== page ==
I finally got my own membership by speaking with Sam, the manager of the club, who told me to just stop by during the week and speak to Jane, a lady who worked during the daytime in the office of the club, which was located behind coat check, overlooking Broadway.  It was that easy for me, which I was surprised at since having a membership there was a big deal at the time.

One of my most vivid memories of Flamingo was a party in April of 1976 called the Tropicana Party. The club was decorated in a tropical motif for the night, and most of the guys that night were dressed in Hawaiian shirts and Levi 501’s. At the height of the evening, the music stopped and the place went dark. With the lights off, a song by Celia Cruz came on, and when the lights came up, the banquettes in the front room were lined with couples dressed as if they were at the old Tropicana Club in 1950’s Havana, Cuba, all dancing to the mambo beat of the music. It was one of the greatest parties ever at THE greatest club ever.

The Flamingo closed in the winter 1980/1981 shortly after the Saint opened its doors and club kids ruined the dance scene.

Have any memories of the Flamingo?  If so post them in the Comment section and lets have these memories dance on forever.

Ooha ooha let’s all chant!



Flamingo Membership cars


Will Kohler

Will Kohler is a noted LGBT historian, journalist and owner of Back2Stonewall.com. A longtime gay activist, Will fought on the front lines of the AIDS epidemic with ACT-UP and continues fighting today for LGBT acceptance and full equality. Will’s work has been referenced in notable media venues as MSNBC and BBC News, The Washington Post, The Daily Beast, Hollywood Reporter, and Raw Story,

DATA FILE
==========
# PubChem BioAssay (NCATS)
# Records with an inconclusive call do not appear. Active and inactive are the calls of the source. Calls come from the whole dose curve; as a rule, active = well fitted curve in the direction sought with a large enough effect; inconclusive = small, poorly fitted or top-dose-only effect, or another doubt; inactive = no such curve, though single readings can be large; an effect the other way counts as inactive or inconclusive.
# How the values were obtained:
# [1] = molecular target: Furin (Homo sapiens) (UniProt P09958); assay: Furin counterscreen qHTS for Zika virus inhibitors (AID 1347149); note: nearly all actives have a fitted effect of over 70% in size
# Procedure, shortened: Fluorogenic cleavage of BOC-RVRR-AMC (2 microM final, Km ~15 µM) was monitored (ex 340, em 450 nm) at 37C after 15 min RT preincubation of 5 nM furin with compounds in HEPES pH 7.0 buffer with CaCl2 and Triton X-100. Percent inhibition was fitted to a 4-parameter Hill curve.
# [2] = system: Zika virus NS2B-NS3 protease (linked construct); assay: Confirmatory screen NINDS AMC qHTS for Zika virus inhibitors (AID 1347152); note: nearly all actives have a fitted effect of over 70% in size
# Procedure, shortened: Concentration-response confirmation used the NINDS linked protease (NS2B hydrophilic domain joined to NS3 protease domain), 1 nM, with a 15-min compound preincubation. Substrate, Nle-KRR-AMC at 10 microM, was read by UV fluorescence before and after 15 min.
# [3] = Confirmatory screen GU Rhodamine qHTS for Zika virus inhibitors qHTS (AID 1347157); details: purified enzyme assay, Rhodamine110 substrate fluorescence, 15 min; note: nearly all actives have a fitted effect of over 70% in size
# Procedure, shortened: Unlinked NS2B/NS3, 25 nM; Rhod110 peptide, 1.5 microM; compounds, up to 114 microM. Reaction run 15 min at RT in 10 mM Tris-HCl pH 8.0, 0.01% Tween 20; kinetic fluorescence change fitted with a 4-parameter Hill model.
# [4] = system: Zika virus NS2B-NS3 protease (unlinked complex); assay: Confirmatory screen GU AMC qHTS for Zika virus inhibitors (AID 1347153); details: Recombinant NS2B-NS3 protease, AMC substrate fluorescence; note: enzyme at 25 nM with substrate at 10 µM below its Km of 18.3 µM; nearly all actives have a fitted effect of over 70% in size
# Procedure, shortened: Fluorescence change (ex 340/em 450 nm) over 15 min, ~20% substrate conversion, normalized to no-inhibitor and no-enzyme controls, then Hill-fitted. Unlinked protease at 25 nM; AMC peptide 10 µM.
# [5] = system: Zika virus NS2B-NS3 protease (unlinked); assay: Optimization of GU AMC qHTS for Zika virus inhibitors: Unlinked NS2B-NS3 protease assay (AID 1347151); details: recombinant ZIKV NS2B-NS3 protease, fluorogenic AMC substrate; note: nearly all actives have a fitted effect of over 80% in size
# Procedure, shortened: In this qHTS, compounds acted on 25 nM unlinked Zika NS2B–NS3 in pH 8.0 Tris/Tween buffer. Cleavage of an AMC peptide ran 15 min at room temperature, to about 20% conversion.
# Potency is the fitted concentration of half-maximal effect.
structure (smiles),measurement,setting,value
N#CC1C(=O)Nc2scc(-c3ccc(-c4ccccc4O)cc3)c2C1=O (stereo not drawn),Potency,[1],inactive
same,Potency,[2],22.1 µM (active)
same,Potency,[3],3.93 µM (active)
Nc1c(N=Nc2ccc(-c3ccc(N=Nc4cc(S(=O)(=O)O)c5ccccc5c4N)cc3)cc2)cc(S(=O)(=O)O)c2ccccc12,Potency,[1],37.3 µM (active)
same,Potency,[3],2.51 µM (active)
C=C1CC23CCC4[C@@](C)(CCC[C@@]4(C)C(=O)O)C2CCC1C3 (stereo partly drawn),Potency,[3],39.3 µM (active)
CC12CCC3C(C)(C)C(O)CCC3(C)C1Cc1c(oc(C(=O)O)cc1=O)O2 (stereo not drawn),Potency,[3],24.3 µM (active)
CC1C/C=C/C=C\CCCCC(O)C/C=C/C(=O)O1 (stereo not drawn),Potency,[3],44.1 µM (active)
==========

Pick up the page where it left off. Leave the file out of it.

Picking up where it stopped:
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15 thoughts on “Forgotten Gay History – December 14, 1974: NYC’s FIRST Gay Disco “Flamingo” Opens It’s Doors”

  1. Saw Donna Summer singing her guts out in the deejay booth, but so zoned on whatever, it didn’t occur to me until Monday morning how live and up close it happened to be. I didn’t have close to the 600 buck membership fee, I was twenty and barely affording rent but “I met a big financier…and I’m still here”, just a lot sadder and hopefully a little wiser….

  2. Flamingo was the greatest club of all time. There was an energy to it, an intent to celebrate life, music and men. I am so happy to have lived through it, and to have lived through it.

    1. I just missed the Flamingo. I was more a Crisco Disco, Anvil, Alex in Wonderland era guy. If you’d like to add any memories of the place please feel free to comment. So much of our history from that time is undocumented.